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Basics of managing STG populations

Management starts with policy

By Christopher Jones

In a recent article, I discussed the dangers of utilizing security threat group leaders to help control the STG population. One of the questions that resulted from that article was “How DO we control them?” I’m going to discuss the fundamental things that we can do to manage this volatile segment of every institutional population.

Management starts with policy. I’m certain each and every agency and department out there has some kind of policy, or SOP, for dealing with security threat groups in the facility. That policy should explain how the agency defines a security threat group. Does an STG have to be a street gang or a prison gang? Does there have to be a criminal element if it’s not?

Remember, we tie our own hands if we define an STG strictly as a street gang. Obviously, street gangs and prison gangs make up the bulk of our STG issues. What about that group of three or four inmates that aren’t affiliated with a gang, but sure have a pretty good business going selling tobacco, drugs or whatever other contraband they can get their hands on? Are they any less a threat to the security of your facility than Crips or Surenos?

An accurate identification is paramount in managing the STG population. Each agency has its own way of identifying inmates as STG members. Regardless of the method your agency uses, if you are responsible for identification, you owe it to yourself and your coworkers to make as accurate an identification as possible.

If the inmate makes an admission of belonging to this group or that, verify it. Is there ink to back it up? Does he associate with that group on the yard? What does outside law enforcement have to say?
If you get the information from a confidential informant, vet the information as much as possible. It’s better to hold off on an identification and gather more information than hang a jacket on an inmate and be wrong.

Once a solid identification has been made, gather information. I know of some in the STG business that think there is such a thing as “too much” information. I am not one of those people.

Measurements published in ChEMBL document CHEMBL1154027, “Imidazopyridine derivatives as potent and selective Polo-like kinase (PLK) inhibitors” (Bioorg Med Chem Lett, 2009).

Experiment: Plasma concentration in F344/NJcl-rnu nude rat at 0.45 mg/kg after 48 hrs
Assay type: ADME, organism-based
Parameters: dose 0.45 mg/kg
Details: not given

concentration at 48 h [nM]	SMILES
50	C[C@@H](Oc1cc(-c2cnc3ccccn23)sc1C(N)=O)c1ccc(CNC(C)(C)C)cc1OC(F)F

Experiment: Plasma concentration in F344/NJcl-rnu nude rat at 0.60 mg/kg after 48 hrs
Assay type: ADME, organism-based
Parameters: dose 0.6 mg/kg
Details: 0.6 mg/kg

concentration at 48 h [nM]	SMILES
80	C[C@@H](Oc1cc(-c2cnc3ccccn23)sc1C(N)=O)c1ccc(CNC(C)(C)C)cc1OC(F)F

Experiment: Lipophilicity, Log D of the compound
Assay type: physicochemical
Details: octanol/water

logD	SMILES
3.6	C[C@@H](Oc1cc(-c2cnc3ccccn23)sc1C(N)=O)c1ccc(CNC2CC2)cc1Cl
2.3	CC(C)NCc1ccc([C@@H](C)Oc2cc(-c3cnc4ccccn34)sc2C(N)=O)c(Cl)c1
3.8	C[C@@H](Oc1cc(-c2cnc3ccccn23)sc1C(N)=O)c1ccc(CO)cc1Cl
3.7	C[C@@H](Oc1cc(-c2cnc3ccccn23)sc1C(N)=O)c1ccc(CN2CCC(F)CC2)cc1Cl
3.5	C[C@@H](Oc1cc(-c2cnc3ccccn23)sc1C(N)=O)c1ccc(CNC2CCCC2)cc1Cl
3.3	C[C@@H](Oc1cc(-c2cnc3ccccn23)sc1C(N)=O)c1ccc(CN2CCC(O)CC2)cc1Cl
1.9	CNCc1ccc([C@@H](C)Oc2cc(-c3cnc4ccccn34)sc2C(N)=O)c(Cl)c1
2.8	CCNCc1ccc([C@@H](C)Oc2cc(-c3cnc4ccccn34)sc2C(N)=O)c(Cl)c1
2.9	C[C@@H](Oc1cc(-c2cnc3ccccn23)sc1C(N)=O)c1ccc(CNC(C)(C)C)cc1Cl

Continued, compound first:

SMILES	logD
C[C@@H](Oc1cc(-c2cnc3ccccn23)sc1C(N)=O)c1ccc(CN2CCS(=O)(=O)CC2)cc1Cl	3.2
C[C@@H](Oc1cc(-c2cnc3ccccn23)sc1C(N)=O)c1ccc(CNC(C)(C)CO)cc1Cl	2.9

When it comes to properly managing this portion of our population, the more information we have the better. We know that they are heavily involved in contraband. We know they are heavily involved in strong-arming, and running stores inside our facilities.

It only makes sense that we do everything we can to interrupt their trade. That is difficult to do without information. Following the gathering of information, we must analyze it. Information is simply that until it has been analyzed. We must take the information we’ve gathered, and run it by our “experts.”

On that same note, it is important for intelligence staff to cultivate good working relationships with others in their institution. We cannot be everywhere at once. We have to rely on other officers, nurses and even food service staff to pass information onto us. They aren’t likely to do that if we fail to build rapport with our coworkers.

Just as important as developing that rapport is cementing the relationship by making sure your coworkers know that you appreciate their efforts. Offer feedback when they bring you something.

Finally, we must enforce our agencies rules and policies where STGs are concerned. Here in Iowa, we have a “Zero Tolerance” policy concerning STG activity. What that means is that if you are found to be in possession of STG documents or photos, you are disciplined. If you participate in an STG related assault, you are disciplined. If you draw STG symbols on your cell wall, whether you know what they mean or not or whether you are an identified member or not, you are disciplined.

Security threat groups wield a great deal of power in our institutions and facilities. Their members tend to use intimidation and fear as means of controlling not only their members, but staff as well. One of the best ways to break that power is to hold the members, from the leaders down to the newest, accountable for their actions.

Every staff member plays a role. If you’re a nurse and you come across a new tattoo, write the report. If you’re a cell house officer and you notice STG members running certain ranges or gathering in certain areas, pass that information on to your supervisor and STG staff. Enforce a zero tolerance policy. Do not allow even the most minor activity slide.

I’m not saying that the things I discussed in this article are all we can do. It is my opinion though that they are the minimum we can do to control the STG population. Know your agency’s policy. Enforce your institution’s rules. Identify STG members accurately, and gather and disseminate information on them.

If we do these things, we begin to cut into the power that STGs hold over our institutions, and we make that population a little easier to manage.

Chris Jones is a Senior Correctional Officer (Sergeant) with the Iowa Department of Corrections at the Iowa State Penitentiary. He has served with the department for 11 years, and has worked all levels of custody including minimum/minimum outs, medium, maximum and special needs. In addition to his duties as a Sergeant, Chris is a Security Threat Group Intelligence Officer, and serves on the Crisis Negotiation Team.